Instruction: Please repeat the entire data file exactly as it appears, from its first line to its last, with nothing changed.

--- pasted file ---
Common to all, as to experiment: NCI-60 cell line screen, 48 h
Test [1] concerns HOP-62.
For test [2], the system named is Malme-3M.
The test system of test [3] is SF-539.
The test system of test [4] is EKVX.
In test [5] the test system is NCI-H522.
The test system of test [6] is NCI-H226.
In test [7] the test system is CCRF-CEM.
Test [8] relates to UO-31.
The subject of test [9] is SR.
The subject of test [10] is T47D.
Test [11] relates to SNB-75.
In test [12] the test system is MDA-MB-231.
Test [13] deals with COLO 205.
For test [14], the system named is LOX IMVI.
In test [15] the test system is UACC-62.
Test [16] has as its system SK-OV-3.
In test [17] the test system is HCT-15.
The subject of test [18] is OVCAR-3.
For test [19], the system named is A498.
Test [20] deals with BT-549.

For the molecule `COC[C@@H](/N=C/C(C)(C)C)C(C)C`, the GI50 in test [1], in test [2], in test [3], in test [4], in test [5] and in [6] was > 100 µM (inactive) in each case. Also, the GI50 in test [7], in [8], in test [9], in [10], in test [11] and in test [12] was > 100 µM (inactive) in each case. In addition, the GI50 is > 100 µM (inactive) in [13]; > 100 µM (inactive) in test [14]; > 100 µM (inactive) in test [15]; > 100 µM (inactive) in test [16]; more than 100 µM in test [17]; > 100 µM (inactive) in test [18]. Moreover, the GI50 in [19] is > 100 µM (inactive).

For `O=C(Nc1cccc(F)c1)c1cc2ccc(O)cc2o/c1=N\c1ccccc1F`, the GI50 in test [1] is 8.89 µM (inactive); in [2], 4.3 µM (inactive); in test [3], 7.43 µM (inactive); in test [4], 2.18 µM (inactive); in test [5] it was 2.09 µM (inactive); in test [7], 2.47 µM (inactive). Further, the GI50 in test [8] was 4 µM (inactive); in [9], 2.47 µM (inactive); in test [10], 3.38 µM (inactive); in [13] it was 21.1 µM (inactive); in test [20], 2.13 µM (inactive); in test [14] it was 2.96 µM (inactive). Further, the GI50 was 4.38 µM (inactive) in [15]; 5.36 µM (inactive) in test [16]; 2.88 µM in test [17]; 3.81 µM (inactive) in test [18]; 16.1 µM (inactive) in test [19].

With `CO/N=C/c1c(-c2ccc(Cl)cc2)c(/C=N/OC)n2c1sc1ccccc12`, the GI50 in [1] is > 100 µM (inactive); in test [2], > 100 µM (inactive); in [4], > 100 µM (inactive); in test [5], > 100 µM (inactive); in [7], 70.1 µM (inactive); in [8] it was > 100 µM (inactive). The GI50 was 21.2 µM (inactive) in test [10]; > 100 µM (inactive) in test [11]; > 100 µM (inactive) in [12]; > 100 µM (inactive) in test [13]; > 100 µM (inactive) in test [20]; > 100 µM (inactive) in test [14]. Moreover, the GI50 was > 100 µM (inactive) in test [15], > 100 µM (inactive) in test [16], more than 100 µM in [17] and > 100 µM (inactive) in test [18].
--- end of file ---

Common to all, as to experiment: NCI-60 cell line screen, 48 h
Test [1] concerns HOP-62.
For test [2], the system named is Malme-3M.
The test system of test [3] is SF-539.
The test system of test [4] is EKVX.
In test [5] the test system is NCI-H522.
The test system of test [6] is NCI-H226.
In test [7] the test system is CCRF-CEM.
Test [8] relates to UO-31.
The subject of test [9] is SR.
The subject of test [10] is T47D.
Test [11] relates to SNB-75.
In test [12] the test system is MDA-MB-231.
Test [13] deals with COLO 205.
For test [14], the system named is LOX IMVI.
In test [15] the test system is UACC-62.
Test [16] has as its system SK-OV-3.
In test [17] the test system is HCT-15.
The subject of test [18] is OVCAR-3.
For test [19], the system named is A498.
Test [20] deals with BT-549.

For the molecule `COC[C@@H](/N=C/C(C)(C)C)C(C)C`, the GI50 in test [1], in test [2], in test [3], in test [4], in test [5] and in [6] was > 100 µM (inactive) in each case. Also, the GI50 in test [7], in [8], in test [9], in [10], in test [11] and in test [12] was > 100 µM (inactive) in each case. In addition, the GI50 is > 100 µM (inactive) in [13]; > 100 µM (inactive) in test [14]; > 100 µM (inactive) in test [15]; > 100 µM (inactive) in test [16]; more than 100 µM in test [17]; > 100 µM (inactive) in test [18]. Moreover, the GI50 in [19] is > 100 µM (inactive).

For `O=C(Nc1cccc(F)c1)c1cc2ccc(O)cc2o/c1=N\c1ccccc1F`, the GI50 in test [1] is 8.89 µM (inactive); in [2], 4.3 µM (inactive); in test [3], 7.43 µM (inactive); in test [4], 2.18 µM (inactive); in test [5] it was 2.09 µM (inactive); in test [7], 2.47 µM (inactive). Further, the GI50 in test [8] was 4 µM (inactive); in [9], 2.47 µM (inactive); in test [10], 3.38 µM (inactive); in [13] it was 21.1 µM (inactive); in test [20], 2.13 µM (inactive); in test [14] it was 2.96 µM (inactive). Further, the GI50 was 4.38 µM (inactive) in [15]; 5.36 µM (inactive) in test [16]; 2.88 µM in test [17]; 3.81 µM (inactive) in test [18]; 16.1 µM (inactive) in test [19].

With `CO/N=C/c1c(-c2ccc(Cl)cc2)c(/C=N/OC)n2c1sc1ccccc12`, the GI50 in [1] is > 100 µM (inactive); in test [2], > 100 µM (inactive); in [4], > 100 µM (inactive); in test [5], > 100 µM (inactive); in [7], 70.1 µM (inactive); in [8] it was > 100 µM (inactive). The GI50 was 21.2 µM (inactive) in test [10]; > 100 µM (inactive) in test [11]; > 100 µM (inactive) in [12]; > 100 µM (inactive) in test [13]; > 100 µM (inactive) in test [20]; > 100 µM (inactive) in test [14]. Moreover, the GI50 was > 100 µM (inactive) in test [15], > 100 µM (inactive) in test [16], more than 100 µM in [17] and > 100 µM (inactive) in test [18].